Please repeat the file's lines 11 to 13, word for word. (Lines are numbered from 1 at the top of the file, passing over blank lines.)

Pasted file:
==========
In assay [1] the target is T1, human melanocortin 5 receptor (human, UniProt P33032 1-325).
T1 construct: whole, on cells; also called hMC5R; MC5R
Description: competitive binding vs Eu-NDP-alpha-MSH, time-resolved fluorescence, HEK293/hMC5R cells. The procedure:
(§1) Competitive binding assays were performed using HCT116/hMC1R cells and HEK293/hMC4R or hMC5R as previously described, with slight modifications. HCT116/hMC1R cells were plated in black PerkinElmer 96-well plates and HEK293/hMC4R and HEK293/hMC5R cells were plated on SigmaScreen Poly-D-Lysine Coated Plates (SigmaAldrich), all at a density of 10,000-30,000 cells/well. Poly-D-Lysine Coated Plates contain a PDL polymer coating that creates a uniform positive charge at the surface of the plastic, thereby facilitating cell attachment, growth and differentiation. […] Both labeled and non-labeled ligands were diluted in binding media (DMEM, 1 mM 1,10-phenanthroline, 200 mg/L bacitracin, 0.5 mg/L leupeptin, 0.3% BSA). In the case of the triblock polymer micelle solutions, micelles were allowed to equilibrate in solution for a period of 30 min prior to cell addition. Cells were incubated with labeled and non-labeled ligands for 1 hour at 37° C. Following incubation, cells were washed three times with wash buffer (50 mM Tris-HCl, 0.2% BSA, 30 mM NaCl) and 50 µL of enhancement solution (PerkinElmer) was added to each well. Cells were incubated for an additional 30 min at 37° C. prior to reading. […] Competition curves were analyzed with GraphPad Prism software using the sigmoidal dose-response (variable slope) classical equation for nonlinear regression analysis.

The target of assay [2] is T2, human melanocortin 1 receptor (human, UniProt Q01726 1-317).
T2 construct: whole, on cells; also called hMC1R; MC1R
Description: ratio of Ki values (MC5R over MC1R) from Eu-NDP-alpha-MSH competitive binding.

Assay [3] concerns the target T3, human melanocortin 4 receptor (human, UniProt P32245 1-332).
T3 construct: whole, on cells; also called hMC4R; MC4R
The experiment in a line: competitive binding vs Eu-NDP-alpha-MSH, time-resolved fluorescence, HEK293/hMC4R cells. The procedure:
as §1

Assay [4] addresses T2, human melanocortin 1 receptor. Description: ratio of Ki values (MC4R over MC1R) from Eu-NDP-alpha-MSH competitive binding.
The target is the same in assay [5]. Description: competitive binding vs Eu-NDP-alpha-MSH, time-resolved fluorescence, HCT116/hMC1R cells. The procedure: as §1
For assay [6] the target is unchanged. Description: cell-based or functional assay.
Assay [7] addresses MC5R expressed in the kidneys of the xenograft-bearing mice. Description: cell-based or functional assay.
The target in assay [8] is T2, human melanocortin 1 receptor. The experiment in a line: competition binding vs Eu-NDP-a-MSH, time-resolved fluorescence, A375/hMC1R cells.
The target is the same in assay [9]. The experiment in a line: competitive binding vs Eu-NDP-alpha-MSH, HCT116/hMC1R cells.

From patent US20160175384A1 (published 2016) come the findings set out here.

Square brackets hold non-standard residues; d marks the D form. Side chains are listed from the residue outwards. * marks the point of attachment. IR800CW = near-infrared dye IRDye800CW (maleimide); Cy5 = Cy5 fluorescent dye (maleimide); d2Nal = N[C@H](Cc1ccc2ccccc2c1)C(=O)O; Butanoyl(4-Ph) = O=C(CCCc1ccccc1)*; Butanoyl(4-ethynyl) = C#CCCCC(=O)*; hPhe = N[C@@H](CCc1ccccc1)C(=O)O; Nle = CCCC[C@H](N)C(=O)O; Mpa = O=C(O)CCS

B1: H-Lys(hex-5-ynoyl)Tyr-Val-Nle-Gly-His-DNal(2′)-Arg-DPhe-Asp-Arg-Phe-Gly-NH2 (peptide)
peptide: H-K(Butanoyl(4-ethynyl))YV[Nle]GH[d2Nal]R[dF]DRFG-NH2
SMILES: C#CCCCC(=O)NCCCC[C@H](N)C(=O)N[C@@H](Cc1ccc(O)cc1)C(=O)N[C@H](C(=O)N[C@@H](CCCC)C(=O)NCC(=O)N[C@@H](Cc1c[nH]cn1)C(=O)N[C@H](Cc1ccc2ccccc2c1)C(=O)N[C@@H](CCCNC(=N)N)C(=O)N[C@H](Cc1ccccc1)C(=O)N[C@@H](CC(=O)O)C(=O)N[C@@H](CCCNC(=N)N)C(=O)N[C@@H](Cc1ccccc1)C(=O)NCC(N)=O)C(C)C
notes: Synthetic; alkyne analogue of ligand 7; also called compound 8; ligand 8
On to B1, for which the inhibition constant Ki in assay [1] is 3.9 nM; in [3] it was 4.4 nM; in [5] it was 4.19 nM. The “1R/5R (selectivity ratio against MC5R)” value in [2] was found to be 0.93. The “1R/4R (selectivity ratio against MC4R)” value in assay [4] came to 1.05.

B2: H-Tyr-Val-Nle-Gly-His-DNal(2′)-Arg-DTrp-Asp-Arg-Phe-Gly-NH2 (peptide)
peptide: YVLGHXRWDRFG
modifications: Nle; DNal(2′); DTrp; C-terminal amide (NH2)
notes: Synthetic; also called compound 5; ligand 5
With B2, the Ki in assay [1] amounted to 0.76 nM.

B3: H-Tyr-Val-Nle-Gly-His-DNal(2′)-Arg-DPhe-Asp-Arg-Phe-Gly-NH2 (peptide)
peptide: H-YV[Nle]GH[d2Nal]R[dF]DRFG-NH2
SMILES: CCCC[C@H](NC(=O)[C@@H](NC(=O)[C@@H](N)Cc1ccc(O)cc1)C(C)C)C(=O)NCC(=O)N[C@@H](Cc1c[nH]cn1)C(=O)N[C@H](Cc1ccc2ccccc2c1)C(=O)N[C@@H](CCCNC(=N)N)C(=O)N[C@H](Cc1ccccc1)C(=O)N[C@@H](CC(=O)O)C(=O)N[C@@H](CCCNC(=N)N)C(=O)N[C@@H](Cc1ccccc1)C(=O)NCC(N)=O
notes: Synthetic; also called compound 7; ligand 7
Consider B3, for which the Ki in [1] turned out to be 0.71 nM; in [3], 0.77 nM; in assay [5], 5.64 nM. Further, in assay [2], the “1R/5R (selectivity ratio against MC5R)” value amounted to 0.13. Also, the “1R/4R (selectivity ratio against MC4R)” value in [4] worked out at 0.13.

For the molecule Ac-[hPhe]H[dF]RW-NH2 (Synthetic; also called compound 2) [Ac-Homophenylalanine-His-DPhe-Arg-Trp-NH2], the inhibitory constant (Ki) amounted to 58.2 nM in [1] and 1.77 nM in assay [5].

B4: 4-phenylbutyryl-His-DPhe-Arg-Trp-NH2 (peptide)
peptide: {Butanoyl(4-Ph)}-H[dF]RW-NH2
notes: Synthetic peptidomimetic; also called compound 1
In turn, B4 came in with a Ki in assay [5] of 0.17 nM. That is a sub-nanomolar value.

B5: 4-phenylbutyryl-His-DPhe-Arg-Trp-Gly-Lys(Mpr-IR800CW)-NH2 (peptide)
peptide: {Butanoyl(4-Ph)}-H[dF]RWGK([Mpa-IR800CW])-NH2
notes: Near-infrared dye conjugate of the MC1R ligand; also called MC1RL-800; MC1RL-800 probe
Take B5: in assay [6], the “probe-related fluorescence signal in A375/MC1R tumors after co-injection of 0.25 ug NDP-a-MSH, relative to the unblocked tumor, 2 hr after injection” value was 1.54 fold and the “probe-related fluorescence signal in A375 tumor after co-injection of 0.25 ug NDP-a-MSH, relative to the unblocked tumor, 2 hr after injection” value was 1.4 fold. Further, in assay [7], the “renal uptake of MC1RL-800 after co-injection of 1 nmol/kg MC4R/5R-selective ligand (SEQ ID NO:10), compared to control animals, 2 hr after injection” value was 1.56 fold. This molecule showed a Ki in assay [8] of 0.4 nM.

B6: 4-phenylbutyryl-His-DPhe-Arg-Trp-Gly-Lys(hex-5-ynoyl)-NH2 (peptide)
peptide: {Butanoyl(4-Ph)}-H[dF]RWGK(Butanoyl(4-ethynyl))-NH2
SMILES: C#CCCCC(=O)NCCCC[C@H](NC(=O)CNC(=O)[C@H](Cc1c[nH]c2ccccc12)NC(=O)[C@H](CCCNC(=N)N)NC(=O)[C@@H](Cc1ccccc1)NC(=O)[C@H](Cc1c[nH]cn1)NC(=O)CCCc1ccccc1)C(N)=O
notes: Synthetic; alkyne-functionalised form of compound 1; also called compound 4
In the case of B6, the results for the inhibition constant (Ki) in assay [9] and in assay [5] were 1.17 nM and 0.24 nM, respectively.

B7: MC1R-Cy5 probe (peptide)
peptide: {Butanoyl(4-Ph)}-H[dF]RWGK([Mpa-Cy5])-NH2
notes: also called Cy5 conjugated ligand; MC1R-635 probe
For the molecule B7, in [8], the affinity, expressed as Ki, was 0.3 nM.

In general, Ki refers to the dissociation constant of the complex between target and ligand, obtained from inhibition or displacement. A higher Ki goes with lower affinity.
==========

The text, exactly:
as §1

Assay [4] addresses T2, human melanocortin 1 receptor. Description: ratio of Ki values (MC4R over MC1R) from Eu-NDP-alpha-MSH competitive binding.
The target is the same in assay [5]. Description: competitive binding vs Eu-NDP-alpha-MSH, time-resolved fluorescence, HCT116/hMC1R cells. The procedure: as §1